In the life of Jesus, we see the epitome of God’s justice. Through his sacrifice, mankind, who was running a hell-bound race, was redeemed, and the gap between Creator and creation was bridged. Through Jesus’ blood, we are saved and justified. While our pursuit of justice may seem futile here on Earth, such labor is made meaningful through God who calls us to justice and showed us infinite love by making the ultimate sacrifice. Justice has not been fully realized, but God promises that it draws near (Isaiah 51:4-5). We can institutionalize problems all we want, but they veil the underlying problem of sin. As long as sin remains in the world, we are bound to witness brokenness in the form of systemic injustice. However, in the redeeming work of the cross, we find assurance and certainty in God’s triumph over sin. We may not have the answers to all the questions now, but we can choose to place our hope and trust in the One who does.
If the crucifixion of Jesus represents true justice granted to us, we must then strive to seek justice in the light of the cross. In his article “Only Christians Understand True Social Justice,” Bryce Young writes, “Only justified Christians can seek true social justice without contorting it to keep themselves safe from judgment on their own sin.” A God-centered pursuit of justice begins with the understanding that we are not so different from the people we seek justice for. In Romans 3:23, Paul writes that all have sinned and fall short of the glory of God. We are all undeserving of grace, and we are all in need of a Savior. As Christians, we are justified, not by any of our deeds but only by Christ’s atoning work on the cross. Thus, our pursuit of justice must be grounded in an acceptance of our own limitations and shortcomings as sinners. When we wholeheartedly pursue godly justice, we remove any distinction between the sin responsible for the broken world outside us and the sin that corrupts us from within. We distinguish our perverted notion of justice from God’s perfect notion of justice. It is when we are pained by the things that pain the Father, which include our own depravity, that our hearts align with His and we are able to pursue justice in its truest form.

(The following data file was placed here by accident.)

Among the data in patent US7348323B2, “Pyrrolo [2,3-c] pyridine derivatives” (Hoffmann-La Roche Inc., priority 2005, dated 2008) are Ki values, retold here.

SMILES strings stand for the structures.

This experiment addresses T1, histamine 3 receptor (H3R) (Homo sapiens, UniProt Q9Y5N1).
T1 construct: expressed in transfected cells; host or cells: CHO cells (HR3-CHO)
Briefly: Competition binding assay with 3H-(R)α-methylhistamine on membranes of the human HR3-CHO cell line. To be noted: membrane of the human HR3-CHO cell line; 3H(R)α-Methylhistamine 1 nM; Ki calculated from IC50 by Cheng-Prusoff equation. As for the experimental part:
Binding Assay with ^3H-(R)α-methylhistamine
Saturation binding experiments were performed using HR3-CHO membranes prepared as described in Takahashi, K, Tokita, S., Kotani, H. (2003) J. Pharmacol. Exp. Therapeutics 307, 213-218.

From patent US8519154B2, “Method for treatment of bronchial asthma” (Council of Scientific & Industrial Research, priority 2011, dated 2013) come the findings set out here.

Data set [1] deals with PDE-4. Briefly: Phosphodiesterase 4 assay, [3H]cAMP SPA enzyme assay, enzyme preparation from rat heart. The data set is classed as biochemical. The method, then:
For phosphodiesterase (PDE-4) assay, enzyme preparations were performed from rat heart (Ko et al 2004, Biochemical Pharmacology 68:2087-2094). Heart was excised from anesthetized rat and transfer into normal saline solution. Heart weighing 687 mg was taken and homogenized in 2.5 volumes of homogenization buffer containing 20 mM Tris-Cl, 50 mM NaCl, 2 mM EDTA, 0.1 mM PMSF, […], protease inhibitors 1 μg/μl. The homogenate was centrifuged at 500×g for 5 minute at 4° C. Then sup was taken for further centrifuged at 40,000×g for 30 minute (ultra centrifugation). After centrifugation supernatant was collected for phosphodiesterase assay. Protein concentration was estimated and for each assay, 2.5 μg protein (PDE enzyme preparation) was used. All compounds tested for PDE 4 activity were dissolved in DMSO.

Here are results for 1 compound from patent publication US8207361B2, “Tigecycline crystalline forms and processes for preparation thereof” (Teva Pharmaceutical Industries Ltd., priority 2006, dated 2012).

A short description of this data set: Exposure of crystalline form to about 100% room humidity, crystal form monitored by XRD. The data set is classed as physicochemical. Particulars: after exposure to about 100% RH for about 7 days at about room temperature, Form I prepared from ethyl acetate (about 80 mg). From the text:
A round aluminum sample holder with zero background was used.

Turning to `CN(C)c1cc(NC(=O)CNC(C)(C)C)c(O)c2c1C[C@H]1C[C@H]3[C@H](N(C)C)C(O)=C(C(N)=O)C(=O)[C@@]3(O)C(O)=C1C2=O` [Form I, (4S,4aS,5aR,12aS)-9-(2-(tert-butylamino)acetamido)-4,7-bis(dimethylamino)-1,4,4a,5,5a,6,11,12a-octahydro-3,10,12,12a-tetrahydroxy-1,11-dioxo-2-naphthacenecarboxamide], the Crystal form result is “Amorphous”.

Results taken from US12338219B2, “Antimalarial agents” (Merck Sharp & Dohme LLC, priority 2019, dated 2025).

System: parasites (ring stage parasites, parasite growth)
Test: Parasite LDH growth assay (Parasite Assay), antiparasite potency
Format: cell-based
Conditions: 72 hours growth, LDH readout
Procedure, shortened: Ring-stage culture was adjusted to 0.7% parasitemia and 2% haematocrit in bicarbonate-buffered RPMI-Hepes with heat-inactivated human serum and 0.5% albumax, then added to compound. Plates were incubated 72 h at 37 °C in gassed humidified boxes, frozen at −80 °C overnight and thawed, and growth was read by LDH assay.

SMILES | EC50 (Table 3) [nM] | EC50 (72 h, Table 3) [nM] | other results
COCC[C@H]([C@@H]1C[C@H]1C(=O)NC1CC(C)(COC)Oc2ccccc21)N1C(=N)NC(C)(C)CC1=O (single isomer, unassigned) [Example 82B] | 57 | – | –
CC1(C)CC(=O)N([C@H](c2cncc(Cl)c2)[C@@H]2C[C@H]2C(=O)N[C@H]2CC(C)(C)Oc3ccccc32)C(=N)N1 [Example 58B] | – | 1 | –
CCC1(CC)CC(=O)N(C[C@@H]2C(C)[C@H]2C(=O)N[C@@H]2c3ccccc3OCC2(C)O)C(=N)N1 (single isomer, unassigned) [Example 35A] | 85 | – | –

Pursuing justice in the world also requires us to cultivate a humility that openly acknowledges that we cannot heal our own wounds, resolve our own conflicts, or be our own saviors. We need to acknowledge that as long as we live in a world of sin, the world will inevitably be saturated with brokenness and suffering. We’re not in our eternal home yet. But this must not make us complacent in our fight to see godly justice realized here on Earth to its fullest extent. We Christians, as those who know we are justified through Christ, must be the ones on the front lines fighting to champion the poor and the weak, serving as mouths for the mute (Proverbs 31:8), eyes for the blind, feet for the lame (Job 29:15), and fathers for the fatherless (Isaiah 1:17). We must engage in intimate conversation and offer every person the dignity he or she deserves as a human being. We must seek to know this city as a home apart from what Yale has to offer and as a city sought after by God. And in doing so, we reflect glimpses of God’s infinite love and serve as witnesses to the reality of the coming kingdom, which we wait for in eager anticipation: a kingdom with no more tears, death, mourning, sorrow, or pain in which the old order of things have passed away (Revelation 21:4).